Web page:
Thursday witnessed a major milestone in American online gambling, when Nevada’s Republican Governor Brian Sandoval signed the bill authorizing online gambling agreements between Nevada and other states.
Spurred into quick action by recent developments in New Jersey, Nevada was not about to relinquish its gambling primacy and the investments that go with it. The matter was considered so important that Bill 114 was rushed through the Assembly and Senate as an emergency measure.
The new law makes the Silver State the first one in the US allowing interstate online gambling by giving the executive the power to seek agreements (so called “compacts”) with states where online gambling is also legal.
It is now up to the regulators to define the requirements governing these compacts.
Gov. Sandoval, himself a former Nevada Gaming Commission chairman spared no solemn words. Surrounded by senior lawmakers he declared that “this is an historic day for the great state of Nevada. Today I sign into law the framework that will usher in the next frontier of gaming.”
Underlining the main motivation behind the law and its speedy passage, he added that “this bill is critical to our state’s economy and ensures that we will continue to be the gold standard for gaming regulation.”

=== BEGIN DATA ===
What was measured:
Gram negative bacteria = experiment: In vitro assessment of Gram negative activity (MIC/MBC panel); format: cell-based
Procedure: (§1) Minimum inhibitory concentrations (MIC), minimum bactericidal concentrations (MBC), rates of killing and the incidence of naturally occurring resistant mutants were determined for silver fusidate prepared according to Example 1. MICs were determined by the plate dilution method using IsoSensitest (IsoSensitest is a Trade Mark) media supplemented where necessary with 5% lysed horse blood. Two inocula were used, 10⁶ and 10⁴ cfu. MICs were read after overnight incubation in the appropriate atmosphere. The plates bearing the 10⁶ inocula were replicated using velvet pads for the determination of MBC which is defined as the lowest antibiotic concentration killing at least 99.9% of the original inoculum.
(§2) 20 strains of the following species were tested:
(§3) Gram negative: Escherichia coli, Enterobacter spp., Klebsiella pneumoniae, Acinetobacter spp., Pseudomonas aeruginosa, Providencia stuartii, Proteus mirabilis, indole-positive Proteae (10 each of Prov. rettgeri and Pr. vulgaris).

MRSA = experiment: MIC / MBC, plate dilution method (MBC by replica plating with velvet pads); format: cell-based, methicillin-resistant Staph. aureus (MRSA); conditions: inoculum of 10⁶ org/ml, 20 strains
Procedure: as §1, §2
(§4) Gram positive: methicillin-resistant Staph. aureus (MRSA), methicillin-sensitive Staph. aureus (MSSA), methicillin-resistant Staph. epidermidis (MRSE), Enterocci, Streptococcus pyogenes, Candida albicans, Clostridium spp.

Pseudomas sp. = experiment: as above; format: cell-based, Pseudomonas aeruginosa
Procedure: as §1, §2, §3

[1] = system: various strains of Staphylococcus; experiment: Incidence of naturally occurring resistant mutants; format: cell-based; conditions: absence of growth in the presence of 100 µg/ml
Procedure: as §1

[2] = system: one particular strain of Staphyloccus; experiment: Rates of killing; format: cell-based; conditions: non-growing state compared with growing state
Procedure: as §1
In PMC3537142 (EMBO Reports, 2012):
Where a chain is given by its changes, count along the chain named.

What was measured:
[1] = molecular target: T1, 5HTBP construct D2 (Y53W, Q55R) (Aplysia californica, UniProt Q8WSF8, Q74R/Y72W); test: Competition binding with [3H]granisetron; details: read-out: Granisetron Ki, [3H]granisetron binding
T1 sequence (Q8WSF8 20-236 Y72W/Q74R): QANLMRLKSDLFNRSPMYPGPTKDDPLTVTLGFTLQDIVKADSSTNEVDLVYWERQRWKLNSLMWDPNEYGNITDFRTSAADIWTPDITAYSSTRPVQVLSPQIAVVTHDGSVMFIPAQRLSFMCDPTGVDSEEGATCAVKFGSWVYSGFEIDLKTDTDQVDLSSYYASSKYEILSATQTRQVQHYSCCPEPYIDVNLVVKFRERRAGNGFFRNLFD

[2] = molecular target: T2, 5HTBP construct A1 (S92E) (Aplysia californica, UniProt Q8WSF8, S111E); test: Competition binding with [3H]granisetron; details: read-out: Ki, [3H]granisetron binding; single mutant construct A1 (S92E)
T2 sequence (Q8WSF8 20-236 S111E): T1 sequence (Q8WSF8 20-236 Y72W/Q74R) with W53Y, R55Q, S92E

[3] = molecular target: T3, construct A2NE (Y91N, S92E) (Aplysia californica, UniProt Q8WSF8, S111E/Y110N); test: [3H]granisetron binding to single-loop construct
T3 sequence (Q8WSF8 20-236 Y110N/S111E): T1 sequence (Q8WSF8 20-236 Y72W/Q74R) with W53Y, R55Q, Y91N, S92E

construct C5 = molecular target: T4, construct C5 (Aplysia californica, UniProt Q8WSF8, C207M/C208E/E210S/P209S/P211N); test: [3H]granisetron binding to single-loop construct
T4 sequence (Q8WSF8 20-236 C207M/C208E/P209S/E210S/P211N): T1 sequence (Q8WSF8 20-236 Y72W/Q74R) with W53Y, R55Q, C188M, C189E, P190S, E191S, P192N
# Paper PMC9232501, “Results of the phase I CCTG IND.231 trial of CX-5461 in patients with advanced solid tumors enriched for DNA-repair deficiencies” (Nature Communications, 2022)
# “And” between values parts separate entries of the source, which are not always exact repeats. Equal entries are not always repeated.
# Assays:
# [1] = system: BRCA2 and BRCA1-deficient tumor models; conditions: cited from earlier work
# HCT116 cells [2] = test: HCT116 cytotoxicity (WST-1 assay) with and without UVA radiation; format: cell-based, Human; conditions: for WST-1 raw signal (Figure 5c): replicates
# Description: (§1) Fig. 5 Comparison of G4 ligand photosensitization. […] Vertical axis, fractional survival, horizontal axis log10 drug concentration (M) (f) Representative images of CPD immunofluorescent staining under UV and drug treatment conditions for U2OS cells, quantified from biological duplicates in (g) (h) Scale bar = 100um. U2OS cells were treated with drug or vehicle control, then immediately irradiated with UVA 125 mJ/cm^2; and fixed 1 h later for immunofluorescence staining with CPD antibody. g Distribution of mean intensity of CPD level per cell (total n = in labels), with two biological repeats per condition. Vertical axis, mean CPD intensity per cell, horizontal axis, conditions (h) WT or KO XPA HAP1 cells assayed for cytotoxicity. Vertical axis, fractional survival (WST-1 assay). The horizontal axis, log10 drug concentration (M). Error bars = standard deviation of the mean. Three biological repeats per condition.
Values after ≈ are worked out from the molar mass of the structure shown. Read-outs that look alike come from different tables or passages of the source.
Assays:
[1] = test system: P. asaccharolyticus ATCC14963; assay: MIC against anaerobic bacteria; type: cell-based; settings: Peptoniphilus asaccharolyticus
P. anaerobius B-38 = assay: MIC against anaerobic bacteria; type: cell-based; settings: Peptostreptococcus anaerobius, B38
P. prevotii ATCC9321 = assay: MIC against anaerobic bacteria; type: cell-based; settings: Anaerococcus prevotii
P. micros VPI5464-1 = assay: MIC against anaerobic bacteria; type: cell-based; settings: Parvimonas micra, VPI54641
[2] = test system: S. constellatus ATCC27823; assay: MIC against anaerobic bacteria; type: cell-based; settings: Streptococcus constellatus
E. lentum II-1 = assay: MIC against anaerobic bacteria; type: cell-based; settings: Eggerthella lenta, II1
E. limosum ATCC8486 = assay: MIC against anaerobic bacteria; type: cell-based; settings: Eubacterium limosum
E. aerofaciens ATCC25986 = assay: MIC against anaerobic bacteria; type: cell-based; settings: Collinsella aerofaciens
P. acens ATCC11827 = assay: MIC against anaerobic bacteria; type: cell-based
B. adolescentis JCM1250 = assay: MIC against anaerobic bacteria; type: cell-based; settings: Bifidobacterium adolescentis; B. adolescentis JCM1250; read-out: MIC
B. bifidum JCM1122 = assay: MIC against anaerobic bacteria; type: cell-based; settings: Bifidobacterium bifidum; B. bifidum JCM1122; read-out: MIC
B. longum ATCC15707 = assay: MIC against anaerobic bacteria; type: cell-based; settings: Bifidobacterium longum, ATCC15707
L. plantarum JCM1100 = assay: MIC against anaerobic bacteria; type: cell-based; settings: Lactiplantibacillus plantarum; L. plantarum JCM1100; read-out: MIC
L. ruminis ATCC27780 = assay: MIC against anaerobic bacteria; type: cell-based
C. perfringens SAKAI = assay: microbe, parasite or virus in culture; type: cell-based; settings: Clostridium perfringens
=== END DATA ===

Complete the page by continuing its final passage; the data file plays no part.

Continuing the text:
Business has indeed been waiting to invest in Nevada, with 20 applications pending from a range of operators, equipment and software vendors eager to get online gambling licenses.
The need to keep the state’s competitive advantage over New Jersey resulted in much joint work between Democrats and the Republican governor. After praising this bipartisan effort, Assembly Majority Leader William Horne commented briefly about Nevada’s archrival in gambling. “As to our competitor, New Jersey, they should be accustomed to following Nevada,” quipped Horne.
Nevada and New Jersey aren’t the only states pursuing some sort of legalization after the federal government made it clear in 2011 that online prohibitions apply solely to internet betting in the US.
While waiting for the American gambling laws to change on a federal level, Nevada (and soon thereafter Delaware) legalized online poker locally in 2011. The state’s small population, however, meant that operators needed some encouragement to invest in the market.
Interstate agreements could change all that. As more and more states will host legal online poker sites in the US, the positive cumulative effect of these compacts will create the player liquidity necessary to keep the games going. “It’s imperative for the success of this that we compact with other states because we don’t have a universe of players,” said industry lobbyist Pete Ernaut.